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New prakas issued on halal foods, services

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The government established the Cambodian Halal Product Review Committee to promote halal products as a specialist team of the CCF in 2016. Heng Chivoan

New prakas issued on halal foods, services

The commerce and finance ministries have issued regulations on the production of halal food and the supply of halal public services. The new rules introduce standards that will improve hygiene and trust among Muslim consumers.

The measures and pricing were announced after officials from the two ministries concluded a series of talks and prepared a series of inter-ministerial prakas.

Phan Oun, head of the Consumer Protection, Competition and Fraud Repression Directorate-General (CCF), told The Post that there were three inter-ministerial parkas.

“One governs the provision of public services, one addresses the supply of halal food products, and one lists the requirements for halal cosmetic products. They have four, 14 and 13 articles respectively,” he said.

“Once these prakas are implemented, factories, enterprises, handicrafts and halal product manufacturing sites must adhere to technical production and packaging standards. If they fail to comply, legal action will ensue,” he added.

Minister of Commerce Pan Sorasak signed the prakas on food and cosmetics on February24. Published earlier this month, the prakas aim to guarantee the quality of the Kingdom’s halal products, not just in the domestic market but also for export.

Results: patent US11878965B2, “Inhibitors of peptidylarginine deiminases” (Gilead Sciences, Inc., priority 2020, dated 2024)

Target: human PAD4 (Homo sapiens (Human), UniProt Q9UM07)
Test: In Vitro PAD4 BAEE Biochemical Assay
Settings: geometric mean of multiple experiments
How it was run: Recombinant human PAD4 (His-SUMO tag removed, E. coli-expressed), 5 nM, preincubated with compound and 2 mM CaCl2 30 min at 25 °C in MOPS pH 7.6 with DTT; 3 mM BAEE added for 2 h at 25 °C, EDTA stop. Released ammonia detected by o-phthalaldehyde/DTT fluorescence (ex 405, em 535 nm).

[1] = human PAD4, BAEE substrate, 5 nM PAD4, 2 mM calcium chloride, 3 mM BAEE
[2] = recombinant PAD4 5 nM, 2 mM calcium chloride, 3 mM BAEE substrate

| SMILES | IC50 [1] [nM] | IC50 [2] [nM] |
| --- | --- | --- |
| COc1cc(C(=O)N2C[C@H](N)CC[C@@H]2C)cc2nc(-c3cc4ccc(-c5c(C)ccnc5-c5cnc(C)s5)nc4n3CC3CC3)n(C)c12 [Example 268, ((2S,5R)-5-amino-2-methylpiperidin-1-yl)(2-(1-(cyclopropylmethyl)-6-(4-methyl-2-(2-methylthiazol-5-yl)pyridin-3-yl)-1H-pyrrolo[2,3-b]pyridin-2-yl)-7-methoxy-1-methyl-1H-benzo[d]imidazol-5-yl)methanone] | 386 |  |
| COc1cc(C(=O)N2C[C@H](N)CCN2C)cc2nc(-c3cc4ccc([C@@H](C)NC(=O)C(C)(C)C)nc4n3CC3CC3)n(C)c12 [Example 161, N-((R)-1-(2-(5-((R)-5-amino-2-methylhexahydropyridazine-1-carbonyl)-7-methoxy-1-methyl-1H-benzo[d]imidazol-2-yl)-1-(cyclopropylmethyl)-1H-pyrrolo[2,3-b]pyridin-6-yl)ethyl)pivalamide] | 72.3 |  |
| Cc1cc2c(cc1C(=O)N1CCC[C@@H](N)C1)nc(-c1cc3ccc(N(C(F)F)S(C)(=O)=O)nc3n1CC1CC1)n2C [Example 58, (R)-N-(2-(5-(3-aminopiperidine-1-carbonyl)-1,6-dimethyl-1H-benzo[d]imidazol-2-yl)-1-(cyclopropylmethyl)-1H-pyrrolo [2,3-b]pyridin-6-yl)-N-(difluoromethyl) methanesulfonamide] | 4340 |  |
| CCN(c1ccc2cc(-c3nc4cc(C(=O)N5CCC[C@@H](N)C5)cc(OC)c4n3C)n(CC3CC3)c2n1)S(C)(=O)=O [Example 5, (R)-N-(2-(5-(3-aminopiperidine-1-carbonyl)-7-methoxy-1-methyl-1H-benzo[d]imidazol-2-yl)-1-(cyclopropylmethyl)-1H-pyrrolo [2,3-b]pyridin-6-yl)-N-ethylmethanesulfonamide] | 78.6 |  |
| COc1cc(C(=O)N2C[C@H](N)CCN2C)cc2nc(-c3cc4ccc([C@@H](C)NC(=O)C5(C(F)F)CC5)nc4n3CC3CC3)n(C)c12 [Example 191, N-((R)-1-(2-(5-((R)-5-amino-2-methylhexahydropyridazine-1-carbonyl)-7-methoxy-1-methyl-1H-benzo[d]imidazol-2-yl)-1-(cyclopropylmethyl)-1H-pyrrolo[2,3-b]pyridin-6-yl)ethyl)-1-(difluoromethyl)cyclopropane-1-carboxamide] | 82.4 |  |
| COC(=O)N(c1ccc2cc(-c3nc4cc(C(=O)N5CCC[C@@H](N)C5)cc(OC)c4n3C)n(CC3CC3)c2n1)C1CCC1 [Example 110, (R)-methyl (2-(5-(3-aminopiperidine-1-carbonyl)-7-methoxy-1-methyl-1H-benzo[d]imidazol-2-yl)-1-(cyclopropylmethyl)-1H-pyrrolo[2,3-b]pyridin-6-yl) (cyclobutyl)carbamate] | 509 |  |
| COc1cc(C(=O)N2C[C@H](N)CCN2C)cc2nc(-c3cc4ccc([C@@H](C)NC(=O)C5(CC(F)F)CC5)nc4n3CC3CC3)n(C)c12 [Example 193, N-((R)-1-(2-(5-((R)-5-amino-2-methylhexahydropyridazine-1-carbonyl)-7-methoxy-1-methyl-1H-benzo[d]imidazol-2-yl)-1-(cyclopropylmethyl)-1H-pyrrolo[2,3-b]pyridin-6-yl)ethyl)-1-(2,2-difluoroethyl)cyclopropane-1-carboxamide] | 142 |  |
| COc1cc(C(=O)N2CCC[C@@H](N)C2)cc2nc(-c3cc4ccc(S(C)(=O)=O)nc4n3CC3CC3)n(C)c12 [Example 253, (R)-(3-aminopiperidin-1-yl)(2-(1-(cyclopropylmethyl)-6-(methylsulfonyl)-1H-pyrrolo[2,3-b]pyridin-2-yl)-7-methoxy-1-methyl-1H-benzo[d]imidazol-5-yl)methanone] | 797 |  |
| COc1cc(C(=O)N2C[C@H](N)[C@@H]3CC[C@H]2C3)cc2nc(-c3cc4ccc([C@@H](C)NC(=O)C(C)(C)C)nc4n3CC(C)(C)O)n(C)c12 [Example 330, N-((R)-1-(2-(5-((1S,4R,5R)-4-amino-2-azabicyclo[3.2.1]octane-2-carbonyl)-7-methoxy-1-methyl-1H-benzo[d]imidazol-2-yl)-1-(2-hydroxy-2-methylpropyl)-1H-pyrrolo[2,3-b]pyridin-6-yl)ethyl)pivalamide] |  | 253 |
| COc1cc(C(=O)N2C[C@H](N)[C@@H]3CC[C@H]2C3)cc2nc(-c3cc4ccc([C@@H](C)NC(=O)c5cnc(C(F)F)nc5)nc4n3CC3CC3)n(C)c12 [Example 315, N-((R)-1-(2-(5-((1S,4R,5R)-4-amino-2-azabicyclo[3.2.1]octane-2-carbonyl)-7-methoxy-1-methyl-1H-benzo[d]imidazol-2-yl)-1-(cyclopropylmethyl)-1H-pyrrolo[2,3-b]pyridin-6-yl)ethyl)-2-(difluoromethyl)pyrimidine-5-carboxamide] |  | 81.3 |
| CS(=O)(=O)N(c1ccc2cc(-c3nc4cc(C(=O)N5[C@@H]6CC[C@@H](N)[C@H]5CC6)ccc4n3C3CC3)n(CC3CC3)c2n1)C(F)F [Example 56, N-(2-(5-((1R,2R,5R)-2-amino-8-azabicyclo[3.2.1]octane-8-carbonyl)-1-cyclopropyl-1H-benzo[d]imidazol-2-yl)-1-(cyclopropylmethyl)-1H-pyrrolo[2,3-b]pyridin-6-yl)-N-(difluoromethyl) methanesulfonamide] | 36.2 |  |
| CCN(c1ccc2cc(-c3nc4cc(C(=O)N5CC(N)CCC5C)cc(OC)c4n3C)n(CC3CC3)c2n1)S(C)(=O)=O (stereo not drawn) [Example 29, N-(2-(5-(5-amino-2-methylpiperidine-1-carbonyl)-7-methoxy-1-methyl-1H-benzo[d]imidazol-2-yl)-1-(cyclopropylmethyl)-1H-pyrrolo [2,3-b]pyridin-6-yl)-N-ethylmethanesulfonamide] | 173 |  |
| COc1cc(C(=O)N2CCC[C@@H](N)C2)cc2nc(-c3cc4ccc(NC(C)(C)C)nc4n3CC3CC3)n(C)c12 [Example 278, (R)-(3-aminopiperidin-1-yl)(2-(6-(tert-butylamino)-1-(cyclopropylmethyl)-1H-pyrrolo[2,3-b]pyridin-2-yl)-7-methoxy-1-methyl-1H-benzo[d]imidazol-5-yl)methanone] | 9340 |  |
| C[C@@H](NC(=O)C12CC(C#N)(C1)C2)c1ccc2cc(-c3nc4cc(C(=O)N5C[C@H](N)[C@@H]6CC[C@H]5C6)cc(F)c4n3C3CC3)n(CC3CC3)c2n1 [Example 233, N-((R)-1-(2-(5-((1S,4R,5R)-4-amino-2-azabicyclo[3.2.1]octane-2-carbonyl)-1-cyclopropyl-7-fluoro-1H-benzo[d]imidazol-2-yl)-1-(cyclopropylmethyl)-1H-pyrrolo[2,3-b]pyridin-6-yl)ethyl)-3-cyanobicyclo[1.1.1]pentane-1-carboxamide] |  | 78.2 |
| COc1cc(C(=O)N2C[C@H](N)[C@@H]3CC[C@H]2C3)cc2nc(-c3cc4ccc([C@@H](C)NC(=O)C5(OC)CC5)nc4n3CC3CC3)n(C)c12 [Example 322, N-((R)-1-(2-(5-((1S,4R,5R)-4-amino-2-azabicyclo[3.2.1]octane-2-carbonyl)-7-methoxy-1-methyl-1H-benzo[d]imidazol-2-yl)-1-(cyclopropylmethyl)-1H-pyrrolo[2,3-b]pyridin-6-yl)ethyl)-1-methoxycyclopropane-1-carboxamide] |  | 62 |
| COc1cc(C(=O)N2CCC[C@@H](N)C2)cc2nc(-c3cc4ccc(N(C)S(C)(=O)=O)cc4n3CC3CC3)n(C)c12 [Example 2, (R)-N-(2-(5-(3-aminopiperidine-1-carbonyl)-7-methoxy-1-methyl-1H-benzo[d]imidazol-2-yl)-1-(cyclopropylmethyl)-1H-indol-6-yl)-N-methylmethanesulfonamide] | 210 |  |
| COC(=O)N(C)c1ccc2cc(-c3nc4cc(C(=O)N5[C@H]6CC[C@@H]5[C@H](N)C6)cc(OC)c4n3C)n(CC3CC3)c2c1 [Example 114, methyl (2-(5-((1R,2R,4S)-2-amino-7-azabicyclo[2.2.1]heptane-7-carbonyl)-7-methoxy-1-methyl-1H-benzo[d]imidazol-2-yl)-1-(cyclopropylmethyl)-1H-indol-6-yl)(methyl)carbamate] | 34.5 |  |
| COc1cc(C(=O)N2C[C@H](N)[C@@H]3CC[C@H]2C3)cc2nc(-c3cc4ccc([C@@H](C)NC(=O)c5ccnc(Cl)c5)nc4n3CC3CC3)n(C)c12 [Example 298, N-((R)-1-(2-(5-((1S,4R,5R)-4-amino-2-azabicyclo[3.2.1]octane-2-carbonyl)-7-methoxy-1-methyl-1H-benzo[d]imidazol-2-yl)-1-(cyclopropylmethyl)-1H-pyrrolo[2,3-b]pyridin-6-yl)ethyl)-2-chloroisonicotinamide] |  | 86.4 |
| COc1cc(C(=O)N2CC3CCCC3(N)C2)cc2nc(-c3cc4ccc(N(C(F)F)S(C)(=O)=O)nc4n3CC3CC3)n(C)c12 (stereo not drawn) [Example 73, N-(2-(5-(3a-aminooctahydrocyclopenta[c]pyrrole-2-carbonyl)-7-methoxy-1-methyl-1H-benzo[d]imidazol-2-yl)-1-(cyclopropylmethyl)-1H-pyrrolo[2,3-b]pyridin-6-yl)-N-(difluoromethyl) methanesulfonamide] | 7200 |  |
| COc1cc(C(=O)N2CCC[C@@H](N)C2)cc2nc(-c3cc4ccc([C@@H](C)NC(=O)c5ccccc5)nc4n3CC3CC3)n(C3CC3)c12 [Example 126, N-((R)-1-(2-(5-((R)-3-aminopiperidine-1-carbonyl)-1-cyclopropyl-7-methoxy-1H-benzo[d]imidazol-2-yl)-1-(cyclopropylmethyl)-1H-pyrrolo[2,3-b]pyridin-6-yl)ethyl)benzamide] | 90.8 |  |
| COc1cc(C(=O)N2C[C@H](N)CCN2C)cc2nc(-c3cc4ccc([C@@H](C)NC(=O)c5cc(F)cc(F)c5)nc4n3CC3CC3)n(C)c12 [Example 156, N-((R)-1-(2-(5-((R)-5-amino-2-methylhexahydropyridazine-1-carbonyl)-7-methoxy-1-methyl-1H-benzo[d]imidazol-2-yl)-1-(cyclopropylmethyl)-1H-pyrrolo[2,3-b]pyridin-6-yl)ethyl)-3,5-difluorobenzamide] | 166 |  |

The inter-ministerial prakas on the provision of public services, co-signed by Minister of Economy and Finance Aun Pornmoniroth, details strict requirements that the providers of these services must adhere to.

In 2016, the government established the Cambodian Halal Product Review Committee to promote halal products as a specialist team of the CCF.

As stated in a sub-decree, the committee has a duty to administer all aspects of halal work in Cambodia.

Mann Rasita, a Cambodian Muslim from Phnom Penh, said the new regulations would increase Muslims’ trust in Cambodian-made halal products.

She believed the new regulations could also attract new investors to the Kingdom.

“This is also an opportunity to attract both investors and visitors from Muslim countries, especially in the food industry. When Muslims visit a country, the first thing they do is make sure they will be able to find high-quality halal products, and this will help them do that,” she said.


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